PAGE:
At the beginning of this year, I paid a one day visit to the the city of Lutherstadt, a small and picturesque destination less than one-hour away from Berlin. Passionate book lovers may know that one of the big merits of Reformation was the spread of translations and printed books and the development of mass communication in general, with a direct impact on religious publications, but going far beyond that in just a couple of centuries. One of my longest stops of the trip was at the memorial house of the famous Luther. The first German Bible was published in 1534, with a direct impact on the translation of religious texts in the German language.
The museum, with very informative explanations both in German and English, is a paradise for the lovers of old books. Since 1877, it started to collect an impressive stock unique in the world for its variety. There are manuscripts and contemporary documents about the history of the Reformation, interpretations of religious texts as well as writings by representatives of this religious movement, such as Melanchton or Zwigli. Regardless of your religion, there are interesting texts to read and understand.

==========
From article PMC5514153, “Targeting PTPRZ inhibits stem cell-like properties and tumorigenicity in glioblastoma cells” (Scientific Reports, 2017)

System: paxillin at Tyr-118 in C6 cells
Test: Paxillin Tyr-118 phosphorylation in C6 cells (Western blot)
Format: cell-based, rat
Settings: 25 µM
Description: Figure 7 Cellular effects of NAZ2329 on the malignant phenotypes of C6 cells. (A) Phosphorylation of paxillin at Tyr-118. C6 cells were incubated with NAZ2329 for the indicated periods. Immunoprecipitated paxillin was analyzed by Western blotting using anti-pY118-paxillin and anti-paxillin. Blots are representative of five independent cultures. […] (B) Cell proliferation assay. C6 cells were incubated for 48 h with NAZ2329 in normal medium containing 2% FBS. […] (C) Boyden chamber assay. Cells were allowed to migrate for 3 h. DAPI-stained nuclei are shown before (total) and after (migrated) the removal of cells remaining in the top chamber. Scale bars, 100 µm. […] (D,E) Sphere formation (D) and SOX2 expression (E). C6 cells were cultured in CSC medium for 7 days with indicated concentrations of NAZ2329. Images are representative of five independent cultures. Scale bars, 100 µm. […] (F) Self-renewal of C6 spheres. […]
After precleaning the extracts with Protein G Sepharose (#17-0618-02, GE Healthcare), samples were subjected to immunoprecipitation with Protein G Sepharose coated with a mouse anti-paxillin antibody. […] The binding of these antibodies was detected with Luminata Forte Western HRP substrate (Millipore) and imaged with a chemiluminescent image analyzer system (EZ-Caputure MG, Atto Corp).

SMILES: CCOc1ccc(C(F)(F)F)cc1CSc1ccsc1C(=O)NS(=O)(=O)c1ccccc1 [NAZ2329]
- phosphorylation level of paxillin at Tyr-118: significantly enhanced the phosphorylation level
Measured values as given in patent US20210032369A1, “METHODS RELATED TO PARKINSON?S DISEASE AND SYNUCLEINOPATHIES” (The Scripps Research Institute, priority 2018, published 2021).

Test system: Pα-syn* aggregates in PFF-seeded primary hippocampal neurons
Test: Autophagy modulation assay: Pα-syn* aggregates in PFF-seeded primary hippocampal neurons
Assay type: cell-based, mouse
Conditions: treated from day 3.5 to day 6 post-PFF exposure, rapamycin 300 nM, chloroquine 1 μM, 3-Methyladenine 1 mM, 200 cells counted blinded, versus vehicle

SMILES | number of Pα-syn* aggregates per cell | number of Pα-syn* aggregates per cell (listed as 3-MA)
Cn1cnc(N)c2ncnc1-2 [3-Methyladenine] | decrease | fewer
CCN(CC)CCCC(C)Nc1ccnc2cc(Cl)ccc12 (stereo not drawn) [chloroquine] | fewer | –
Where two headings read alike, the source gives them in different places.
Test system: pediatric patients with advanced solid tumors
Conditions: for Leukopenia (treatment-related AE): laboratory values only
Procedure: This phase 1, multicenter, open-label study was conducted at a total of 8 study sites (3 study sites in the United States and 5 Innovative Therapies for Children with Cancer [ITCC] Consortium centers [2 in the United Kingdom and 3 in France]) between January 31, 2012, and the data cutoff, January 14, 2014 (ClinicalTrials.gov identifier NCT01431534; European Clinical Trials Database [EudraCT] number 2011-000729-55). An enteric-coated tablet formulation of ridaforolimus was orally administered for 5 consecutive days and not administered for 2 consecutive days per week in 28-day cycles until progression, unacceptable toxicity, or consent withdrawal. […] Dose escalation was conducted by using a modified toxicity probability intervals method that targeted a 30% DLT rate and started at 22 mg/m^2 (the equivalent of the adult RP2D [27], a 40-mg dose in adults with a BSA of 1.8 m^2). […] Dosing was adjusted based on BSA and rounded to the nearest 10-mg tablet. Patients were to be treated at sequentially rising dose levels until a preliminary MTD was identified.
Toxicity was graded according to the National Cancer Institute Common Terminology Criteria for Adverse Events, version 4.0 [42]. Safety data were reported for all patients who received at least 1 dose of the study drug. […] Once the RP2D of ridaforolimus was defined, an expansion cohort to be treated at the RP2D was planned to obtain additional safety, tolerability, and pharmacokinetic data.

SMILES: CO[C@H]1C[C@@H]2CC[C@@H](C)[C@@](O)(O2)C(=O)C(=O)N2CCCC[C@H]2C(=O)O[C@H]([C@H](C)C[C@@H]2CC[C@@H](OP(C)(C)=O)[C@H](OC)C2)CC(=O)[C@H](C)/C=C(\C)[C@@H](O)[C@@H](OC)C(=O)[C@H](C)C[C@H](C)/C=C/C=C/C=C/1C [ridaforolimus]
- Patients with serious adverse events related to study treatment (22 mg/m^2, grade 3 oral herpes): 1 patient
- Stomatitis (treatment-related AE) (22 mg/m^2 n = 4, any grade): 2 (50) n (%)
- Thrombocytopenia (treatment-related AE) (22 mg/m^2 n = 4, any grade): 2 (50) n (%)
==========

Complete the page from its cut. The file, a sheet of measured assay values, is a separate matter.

The books are preserved in special conditions. Some of them are presented to the tempted reader behind a glass room. According to the information available on the spot, the inventory counts around 15,000 titles, covering the 16th-18th century, most of them dedicated to the Reformation. In addition, there are also 14,500 sheets of graphic arts.
Any serious book lover visiting the area must pay a visit here, because beyond the religious considerations, it tells stories about the history of books and, therefore, important episodes from the history of humanity as such.